, , ,

I decided to check this one out after seeing the trailer on YouTube. I liked the look of it but my expectations weren’t particularly high.

My trailer surfing activities paid off! Yet again I found a horror film that offers a nice little twist on the usual dull-as-shit Hollywood-teen-slasher rubbish.

I think horror movies are genuinely getting smarter. I want to state here that I am not a fan of the Scream movies and that metatheatrical self-reference tends to irritate me immensely unless it is done well. For me Scream was not smart, or clever – it was a lazy attempt at rehashing old ground with a lot of gloss.

This is different. At its heart is a pretty fresh idea, it plays with horror clichés in a subtle (non-Scream)way and has some creepy visuals. I’m going to have to throw in some major SPOILERS here so that I can really discuss what’s good about this movie, so please be warned.

The two movies that I could pinpoint as influences on Forget Me Not would be Carrie and Silent Hill. Maybe they sound like weird comparisons to make – but the central supernatural activity does not centre around a ghost or demon but around a young woman who is comatose as a result of the actions of the film’s protagonists. Here we have strong links to Alessa Gillespie and also, to a lesser extent, Stephen King’s Carrie – as the outcast and bullied girl with supernatural powers. A further comparison to Silent Hill can be made through the film’s visuals, as the shaking, distorted figures twitch and stagger their way across the screen it’s hard not to be reminded of the Bubble Head nurses.

The concept of the film is original – not only are the youngsters disappearing but they are effectively ceasing to exist. Each time one is ‘killed’ by the vengeful Angela, they become a strange demon-like creature that assists in destroying their friends. And only Sandy is able to remember that her friends ever existed. What’s also interesting about this film is its dark-edge. The protagonists are not fighting just for survival, but for their very existence. What threatens them is not death – but total oblivion.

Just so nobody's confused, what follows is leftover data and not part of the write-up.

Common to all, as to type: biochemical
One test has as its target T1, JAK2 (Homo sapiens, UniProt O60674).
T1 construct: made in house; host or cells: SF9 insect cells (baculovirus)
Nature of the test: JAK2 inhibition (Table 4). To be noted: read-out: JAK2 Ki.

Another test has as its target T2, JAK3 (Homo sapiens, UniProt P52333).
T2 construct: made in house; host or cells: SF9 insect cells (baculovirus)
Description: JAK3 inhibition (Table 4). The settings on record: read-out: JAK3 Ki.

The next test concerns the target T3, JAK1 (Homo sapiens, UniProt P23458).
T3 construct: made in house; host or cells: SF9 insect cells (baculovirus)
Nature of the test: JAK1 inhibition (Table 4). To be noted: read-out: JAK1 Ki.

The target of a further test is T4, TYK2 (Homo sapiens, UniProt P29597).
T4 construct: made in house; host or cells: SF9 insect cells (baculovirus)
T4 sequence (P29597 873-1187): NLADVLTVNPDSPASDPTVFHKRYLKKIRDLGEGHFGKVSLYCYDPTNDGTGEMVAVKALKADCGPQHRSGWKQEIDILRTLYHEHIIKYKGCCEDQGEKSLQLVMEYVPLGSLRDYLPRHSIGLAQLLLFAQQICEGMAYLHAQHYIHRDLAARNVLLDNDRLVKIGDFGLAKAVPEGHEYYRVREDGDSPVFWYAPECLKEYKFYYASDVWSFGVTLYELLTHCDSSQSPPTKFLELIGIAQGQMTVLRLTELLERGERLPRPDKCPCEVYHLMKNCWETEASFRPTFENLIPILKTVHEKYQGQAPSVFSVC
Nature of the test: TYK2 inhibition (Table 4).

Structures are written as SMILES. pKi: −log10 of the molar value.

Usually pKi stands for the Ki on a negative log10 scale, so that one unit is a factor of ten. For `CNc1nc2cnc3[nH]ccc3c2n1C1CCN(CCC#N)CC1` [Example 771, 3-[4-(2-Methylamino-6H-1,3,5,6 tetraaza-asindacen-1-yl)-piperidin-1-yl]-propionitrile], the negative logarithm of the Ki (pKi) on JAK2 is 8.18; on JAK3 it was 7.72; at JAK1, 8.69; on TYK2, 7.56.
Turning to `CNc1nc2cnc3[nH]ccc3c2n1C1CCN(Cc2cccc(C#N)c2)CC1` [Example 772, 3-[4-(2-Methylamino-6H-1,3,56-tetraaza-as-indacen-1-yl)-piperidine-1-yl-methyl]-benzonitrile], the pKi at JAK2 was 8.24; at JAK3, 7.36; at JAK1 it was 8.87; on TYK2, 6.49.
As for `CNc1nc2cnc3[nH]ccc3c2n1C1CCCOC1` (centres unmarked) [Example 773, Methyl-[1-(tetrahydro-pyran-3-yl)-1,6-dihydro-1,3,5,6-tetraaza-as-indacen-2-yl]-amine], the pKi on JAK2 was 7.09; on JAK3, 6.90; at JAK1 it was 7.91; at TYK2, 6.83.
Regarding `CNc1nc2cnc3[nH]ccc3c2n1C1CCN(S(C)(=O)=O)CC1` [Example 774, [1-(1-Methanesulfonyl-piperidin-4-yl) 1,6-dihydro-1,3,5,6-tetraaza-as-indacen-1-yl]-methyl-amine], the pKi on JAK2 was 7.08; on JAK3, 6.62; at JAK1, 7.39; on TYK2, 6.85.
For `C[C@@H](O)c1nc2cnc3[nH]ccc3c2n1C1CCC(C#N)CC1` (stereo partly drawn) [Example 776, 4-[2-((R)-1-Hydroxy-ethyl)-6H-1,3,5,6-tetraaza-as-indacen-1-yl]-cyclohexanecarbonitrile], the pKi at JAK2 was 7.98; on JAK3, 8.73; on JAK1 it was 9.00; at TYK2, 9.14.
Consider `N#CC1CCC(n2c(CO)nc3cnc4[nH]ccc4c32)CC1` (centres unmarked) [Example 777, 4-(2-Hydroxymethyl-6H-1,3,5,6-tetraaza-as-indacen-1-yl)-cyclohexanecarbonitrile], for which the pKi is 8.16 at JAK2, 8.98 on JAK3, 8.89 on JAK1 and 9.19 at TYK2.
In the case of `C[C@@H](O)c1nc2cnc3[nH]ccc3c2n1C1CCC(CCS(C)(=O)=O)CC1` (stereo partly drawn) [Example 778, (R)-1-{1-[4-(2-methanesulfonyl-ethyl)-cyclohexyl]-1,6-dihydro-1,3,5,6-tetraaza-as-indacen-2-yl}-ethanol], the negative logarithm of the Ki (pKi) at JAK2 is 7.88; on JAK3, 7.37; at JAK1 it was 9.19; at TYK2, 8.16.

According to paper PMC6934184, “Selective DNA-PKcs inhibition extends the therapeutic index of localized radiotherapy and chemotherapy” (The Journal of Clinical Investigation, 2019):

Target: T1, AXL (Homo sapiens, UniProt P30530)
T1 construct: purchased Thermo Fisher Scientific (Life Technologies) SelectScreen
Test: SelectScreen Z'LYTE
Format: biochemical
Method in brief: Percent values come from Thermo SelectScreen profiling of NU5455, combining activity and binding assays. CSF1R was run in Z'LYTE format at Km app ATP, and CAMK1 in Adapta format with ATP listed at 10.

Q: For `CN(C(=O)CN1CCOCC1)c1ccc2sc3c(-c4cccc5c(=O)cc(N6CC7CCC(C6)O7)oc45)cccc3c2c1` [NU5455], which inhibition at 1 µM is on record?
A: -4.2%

So the film has an interesting concept that’s a bit different from anything that has come before and the visuals are original.

Now for the bad points. This film is hard to follow. It doesn’t exactly have a complicated plot and yet it fails to make what’s happening clear. The viewer is left to figure out that the ‘demon creatures’ are actually the missing youngsters – and that’s pretty hard to tell under the thick make-up and the juddering way they are filmed. It’s also frustrating that the protagonist isn’t more alarmed when her companions don’t remember anything about their friends – adding to a long list of frustrating ‘WTF? moments’. The dialogue is also painful and the characters are irritating cardboard cut-outs that you’ve seen a hundred times before.

The start of the film is also a bit dull. It begins really predictably with the excessively-attractive young people playing around in a graveyard. I would like to think that this is because the film-makers want to lull you into a false sense of security so that the viewer is wrong-footed when things start to get weird – but I doubt it. The other major problem is that no attempt is made to explain why little orphan Annie (Angela) has these amazing abilities OR why Sandy would agree to play such a vicious trick on the girl.

Sadly, again, this is a film that is aiming too high. Take as a comparison Final Destination a film that also has an original supernatural concept at its heart – but where this concept is acknowledged and discussed by the protagonists. In Forget Me Not the kids just wander around aimlessly and bicker until they’re all dead. The ending is refreshingly dark but the whole film has that feeling of under-achievement: there was a good idea at the core and it should have been exploited better.

In summary: Forget Me Not is worth watching for some interesting and creepy visuals and a satisfying ending but along the way don’t expect too much. The concept is interesting but its slow to get going and at times frustratingly badly-handled. Having said that it does offer something new and if you can be patient you may find the experience ultimately satisfying.